Understanding what care your loved one needs
When a friend or relative needs professional care, it can be a difficult and upsetting time for those closest to them, too. And what makes it even more confusing and distressing is a lack of understanding around the types of care available, and what would best suit the person in question.
Because not all care is the same. Social care can vary hugely, meaning that while it can be complicated to work out exactly what your loved one needs, once this is determined there will be a form of care that benefits them.
So, what are the types of care available in Salisbury, and how can you decide what’s needed?
What types of care are available in Salisbury?
Care can broadly be split into two areas: residential care in a specialist centre, and at-home care in the community.
Residential care without nursing
This type of care is ideal for frail and older people who need extra support with day-to-day living, but do not require nursing. It allows a person to live comfortably in a protective environment, with a range of care available to meet their needs.
They will be able to enjoy the peace of mind that comes with knowing support is on hand around the clock, as well as companionship, mental health support, nutritious meals and a range of activities on offer. Most care centres have gardens or outdoor terraces, too, so residents can enjoy fresh air and natural scenery.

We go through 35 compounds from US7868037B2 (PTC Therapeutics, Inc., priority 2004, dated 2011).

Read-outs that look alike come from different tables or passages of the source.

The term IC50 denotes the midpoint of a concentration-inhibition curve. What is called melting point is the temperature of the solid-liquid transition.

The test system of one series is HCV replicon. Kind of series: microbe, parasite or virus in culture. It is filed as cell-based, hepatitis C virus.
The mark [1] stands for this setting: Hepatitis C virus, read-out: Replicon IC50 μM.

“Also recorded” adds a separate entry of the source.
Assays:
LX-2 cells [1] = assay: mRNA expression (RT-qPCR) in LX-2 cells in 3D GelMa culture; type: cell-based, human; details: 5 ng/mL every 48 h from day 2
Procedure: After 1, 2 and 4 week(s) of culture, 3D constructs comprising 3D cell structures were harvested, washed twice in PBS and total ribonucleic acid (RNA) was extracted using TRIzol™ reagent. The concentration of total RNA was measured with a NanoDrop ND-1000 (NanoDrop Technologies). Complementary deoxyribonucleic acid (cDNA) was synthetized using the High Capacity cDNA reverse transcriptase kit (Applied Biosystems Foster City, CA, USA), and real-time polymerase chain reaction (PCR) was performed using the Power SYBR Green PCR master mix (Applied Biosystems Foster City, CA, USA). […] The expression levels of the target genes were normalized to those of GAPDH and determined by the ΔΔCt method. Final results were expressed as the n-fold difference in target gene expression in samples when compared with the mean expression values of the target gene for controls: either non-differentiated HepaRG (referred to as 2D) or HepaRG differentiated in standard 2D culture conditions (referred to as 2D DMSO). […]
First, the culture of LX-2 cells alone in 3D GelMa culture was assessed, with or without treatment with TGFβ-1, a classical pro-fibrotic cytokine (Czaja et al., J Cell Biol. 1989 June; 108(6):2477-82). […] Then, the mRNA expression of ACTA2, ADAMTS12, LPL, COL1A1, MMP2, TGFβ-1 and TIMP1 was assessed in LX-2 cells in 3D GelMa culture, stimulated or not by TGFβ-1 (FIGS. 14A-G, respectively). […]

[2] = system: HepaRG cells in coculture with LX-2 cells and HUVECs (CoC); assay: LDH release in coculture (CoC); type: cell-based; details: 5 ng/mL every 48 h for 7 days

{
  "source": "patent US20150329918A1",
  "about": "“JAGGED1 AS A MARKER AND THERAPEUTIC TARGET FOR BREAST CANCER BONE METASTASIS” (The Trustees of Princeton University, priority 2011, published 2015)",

Residential nursing care
For those who have greater medical needs, whether due to ageing or an illness or injury, residential nursing care is available. This sort of care is sometimes provided on a short-term basis, for example following surgery or during rehabilitation, or for the long-term.
It offers a person a safe environment where they will receive nursing care around the clock, whether they live with late-stage dementia or have reduced mobility, a terminal illness, or increasing frailty.
Residential mental health care
Specialist residential care is also available for those living with a complex mental health challenge, such as dementia or learning difficulties. It involves 24-hour care to support and protect a person’s wellbeing, while they live in comfort and dignity.
For those who require an extra helping hand with day-to-day life but are still able to maintain a fair level of independence, at-home care might be ideal. This sort of care is dedicated to promoting dignity, independence and quality of life.
Services provided are specific to an individual’s needs, but typically might include help with personal care, household chores, meal preparation, admin assistance and running errands.
How to decide what type of care a person needs
The first step for anybody considering care for themselves or a loved one is usually a care needs assessment. This will consider how well a person can carry out everyday tasks, and determine the level and type of social care that is most appropriate for them.
The assessment will look at aspects of day-to-day life such as washing and dressing, eating properly and staying safe in the home, and how a person’s well-being is affected by any difficulty they have with these tasks.
To get the most out of an assessment, think about the kind of help you or your loved one needs. Don’t forget about cultural, social, religious and emotional requirements, too. These could be visiting a place of worship, seeing certain family members regularly or getting out in the fresh air on a frequent basis.
Everybody is entitled to a free care needs assessment, and it can be arranged by contacting the adult social services of your local council.
Contact Wessex Care to find out how your loved can benefit from residential or community care in Salisbury.